UWA professor honoured with prestigious position
With 30 years in agricultural research and teaching under his belt and five years as the head of the University of WA's (UWA) Institute of Agriculture, Winthrop Professor Kadambot Siddique has been named as the prestigious UWA Hackett Professor of Agriculture Chair.
He takes over from previous Chair Professor Alan Robson and joins hallowed names such as Sir John Winthrop Hackett, Sir George Currie and Dr Eric Underwood, who all held the position during their time at UWA.
It's the latest in a string of accolades for the scientist and academic, who last year was made a Member of the Order of Australia in the Queen's Birthday Honours List, but Professor Siddique remains humble about his achievements.
In 1984, he completed the first PhD in Australia on chickpeas, and although he is modest about his contribution, Professor Siddique's pioneering research helped to grow the industry to its current $300 million a year value.
The following year he joined the Department of Agriculture and worked on cereal breeding, before taking over the pulse improvement program and then heading up the Centre for Legumes in Mediterranean Agriculture.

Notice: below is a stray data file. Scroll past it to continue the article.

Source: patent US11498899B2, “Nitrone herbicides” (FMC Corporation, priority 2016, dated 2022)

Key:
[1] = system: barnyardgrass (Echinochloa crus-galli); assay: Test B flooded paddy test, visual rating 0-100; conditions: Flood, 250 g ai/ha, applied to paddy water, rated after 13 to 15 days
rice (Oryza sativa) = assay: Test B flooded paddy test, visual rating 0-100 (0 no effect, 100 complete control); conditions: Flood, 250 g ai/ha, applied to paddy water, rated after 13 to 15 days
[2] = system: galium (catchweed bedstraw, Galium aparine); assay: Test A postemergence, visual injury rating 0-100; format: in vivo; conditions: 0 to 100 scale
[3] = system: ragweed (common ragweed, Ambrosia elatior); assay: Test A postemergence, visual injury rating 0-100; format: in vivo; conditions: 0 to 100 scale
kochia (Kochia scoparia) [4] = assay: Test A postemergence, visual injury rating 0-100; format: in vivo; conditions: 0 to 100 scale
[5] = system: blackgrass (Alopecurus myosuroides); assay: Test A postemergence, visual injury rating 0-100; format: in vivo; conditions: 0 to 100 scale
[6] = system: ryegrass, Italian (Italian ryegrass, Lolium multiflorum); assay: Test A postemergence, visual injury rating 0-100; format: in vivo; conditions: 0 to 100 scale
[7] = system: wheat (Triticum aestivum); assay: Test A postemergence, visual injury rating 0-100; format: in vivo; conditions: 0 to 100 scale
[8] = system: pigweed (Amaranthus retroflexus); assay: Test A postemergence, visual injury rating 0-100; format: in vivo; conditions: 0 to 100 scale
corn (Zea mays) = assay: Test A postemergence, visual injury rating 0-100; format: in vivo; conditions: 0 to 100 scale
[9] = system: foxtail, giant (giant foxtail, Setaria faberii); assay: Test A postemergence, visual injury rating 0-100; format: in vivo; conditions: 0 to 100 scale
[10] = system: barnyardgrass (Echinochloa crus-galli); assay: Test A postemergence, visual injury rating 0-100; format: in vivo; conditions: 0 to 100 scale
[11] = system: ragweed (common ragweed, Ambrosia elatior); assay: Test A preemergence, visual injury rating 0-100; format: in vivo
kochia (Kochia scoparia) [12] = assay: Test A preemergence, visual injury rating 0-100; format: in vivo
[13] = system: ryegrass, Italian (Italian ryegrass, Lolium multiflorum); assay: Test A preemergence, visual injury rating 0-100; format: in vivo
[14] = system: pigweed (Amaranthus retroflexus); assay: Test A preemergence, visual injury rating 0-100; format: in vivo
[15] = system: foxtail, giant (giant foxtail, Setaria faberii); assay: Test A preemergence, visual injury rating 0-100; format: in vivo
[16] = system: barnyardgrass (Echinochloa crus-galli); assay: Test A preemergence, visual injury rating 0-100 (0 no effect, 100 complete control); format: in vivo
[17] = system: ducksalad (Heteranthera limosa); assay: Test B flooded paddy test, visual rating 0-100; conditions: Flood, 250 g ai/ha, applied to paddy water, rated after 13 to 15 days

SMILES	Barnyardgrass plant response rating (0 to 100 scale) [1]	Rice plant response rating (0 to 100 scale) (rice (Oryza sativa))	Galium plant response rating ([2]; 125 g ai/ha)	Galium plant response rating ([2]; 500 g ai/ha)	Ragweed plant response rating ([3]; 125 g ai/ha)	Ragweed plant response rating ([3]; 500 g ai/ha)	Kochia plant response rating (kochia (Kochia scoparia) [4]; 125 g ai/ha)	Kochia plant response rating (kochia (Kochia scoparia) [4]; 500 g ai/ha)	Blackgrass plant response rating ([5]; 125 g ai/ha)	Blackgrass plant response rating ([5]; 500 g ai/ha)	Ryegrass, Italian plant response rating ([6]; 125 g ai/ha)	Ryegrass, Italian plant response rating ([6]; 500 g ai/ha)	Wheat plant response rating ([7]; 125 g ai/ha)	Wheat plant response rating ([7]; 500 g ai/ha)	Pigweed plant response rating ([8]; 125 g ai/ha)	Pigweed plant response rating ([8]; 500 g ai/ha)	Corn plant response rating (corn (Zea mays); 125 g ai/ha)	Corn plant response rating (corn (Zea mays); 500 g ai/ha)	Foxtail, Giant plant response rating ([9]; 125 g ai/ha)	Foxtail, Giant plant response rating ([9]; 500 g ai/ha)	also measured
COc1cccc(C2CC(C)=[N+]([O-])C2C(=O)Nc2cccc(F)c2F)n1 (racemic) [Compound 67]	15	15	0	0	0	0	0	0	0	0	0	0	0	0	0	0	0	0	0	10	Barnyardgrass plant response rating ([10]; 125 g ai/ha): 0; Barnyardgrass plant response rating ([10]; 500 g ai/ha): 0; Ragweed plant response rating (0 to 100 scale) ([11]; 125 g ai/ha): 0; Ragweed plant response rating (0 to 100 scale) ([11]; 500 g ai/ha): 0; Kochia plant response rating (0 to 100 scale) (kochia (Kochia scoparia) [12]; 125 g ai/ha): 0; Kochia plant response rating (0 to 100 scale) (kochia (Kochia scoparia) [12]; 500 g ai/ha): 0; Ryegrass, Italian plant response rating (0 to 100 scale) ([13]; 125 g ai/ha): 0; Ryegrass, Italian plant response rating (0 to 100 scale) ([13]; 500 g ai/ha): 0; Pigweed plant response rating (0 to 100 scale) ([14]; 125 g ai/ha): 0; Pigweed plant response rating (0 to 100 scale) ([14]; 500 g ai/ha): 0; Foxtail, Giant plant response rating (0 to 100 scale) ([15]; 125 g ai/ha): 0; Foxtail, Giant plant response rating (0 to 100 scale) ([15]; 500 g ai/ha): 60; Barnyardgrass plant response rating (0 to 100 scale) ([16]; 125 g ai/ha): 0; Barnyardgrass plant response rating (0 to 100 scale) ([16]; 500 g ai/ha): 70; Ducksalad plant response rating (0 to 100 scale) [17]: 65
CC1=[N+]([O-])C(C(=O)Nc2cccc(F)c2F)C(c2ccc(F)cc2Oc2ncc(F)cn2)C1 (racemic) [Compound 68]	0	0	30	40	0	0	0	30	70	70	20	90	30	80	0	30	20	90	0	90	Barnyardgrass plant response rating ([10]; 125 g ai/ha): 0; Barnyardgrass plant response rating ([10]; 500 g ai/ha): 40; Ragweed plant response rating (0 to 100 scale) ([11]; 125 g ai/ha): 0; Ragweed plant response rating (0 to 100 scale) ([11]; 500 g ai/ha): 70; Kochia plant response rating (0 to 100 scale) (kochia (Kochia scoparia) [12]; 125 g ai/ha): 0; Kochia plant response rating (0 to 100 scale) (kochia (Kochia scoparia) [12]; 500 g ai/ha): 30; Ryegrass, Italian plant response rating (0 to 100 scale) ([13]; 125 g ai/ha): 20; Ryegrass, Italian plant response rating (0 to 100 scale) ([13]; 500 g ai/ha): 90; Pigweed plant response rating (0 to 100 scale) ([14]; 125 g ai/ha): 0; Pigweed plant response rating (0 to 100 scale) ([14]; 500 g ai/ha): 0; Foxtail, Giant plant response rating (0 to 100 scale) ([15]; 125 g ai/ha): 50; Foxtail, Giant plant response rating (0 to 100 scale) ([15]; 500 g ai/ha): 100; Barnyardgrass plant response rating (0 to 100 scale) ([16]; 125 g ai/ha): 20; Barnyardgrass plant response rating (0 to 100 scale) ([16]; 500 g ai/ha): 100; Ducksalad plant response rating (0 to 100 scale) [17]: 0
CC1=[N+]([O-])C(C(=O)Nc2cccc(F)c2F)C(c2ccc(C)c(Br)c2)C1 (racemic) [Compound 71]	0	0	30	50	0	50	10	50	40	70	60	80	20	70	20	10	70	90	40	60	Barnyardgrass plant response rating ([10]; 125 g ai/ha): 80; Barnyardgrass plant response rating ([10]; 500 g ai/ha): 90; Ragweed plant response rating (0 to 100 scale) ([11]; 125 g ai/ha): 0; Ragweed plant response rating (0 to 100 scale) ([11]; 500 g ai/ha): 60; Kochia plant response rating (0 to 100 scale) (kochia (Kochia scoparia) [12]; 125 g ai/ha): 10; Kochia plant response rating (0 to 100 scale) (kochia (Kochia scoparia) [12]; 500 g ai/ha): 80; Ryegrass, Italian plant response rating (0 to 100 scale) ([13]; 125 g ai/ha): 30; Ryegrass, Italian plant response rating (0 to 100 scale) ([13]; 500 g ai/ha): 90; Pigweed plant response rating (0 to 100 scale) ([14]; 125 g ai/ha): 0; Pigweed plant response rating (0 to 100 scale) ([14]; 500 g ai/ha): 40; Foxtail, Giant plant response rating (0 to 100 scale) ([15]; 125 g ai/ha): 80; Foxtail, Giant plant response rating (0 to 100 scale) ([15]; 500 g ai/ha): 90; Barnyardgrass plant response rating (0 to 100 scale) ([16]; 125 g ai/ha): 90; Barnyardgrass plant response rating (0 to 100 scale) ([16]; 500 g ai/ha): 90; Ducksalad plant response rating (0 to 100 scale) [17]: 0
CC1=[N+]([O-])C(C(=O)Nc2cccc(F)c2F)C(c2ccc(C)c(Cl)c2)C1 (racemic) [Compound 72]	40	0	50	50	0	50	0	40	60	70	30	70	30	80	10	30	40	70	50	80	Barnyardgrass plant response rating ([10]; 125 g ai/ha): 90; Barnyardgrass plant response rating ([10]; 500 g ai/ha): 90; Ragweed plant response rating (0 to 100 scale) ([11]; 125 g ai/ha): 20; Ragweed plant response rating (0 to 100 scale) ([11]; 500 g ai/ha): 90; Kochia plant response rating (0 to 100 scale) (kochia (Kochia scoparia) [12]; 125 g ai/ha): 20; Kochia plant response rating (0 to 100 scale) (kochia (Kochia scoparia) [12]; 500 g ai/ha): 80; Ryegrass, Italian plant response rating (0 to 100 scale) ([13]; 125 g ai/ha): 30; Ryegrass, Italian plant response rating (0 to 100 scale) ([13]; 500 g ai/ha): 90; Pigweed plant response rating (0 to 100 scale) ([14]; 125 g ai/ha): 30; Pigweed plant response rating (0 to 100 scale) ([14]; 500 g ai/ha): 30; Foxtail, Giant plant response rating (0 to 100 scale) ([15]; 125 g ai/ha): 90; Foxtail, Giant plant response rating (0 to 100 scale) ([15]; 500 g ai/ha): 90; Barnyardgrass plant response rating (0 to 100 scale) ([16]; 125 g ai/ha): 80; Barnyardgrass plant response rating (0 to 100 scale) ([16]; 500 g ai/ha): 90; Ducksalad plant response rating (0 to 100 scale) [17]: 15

Then in 2007 when UWA decided to re-establish its Institute of Agriculture, Professor Siddique took over the reins to help co-ordinate agricultural teaching at UWA with the external world.
Five years on and the Institute of Agriculture has projects in conjunction with the Faculty of Medicine, Computer Science and the Business School, to name but a few.
Professor Siddique said he was humbled and honoured to be named UWA Hackett Professor of Agriculture Chair, but for now his focus remains on the future of the agricultural sector and the role that the next crop of students plays in that.
"I believe that the challenges we face (in agriculture) are not going to be sorted by one discipline," he said.
"The major and continued challenges are improving the productivity in real terms because the input cost is escalating for farmers and … climate change and variability.
"We need a better prediction tool so that the farmers can minimise the impact of those."
But one of the biggest challenges is attracting more young and talented people to the sector.
"The traditional agricultural science students come from people with a farm background," he said.
"There are only 4500 broadacre farmers in WA and their average age is 55-plus.
"We need to educate city kids from primary, secondary and high school age about the importance of agriculture and the food production system.
"We need to project our image, show the job opportunities as a farm manager as much as a scientist at international level."
Professor Siddique said it was an exciting time for agriculture and he was simply happy to be part of it.
"From Australia's perspective we have got enormous opportunity and the science is advancing rapidly," he said. "I've been lucky enough to do some very good science and at the same time I've been able to work with the industry and farmers.
"I do my bit but I've got a lot of talented people around the place and I am lucky to work with them."
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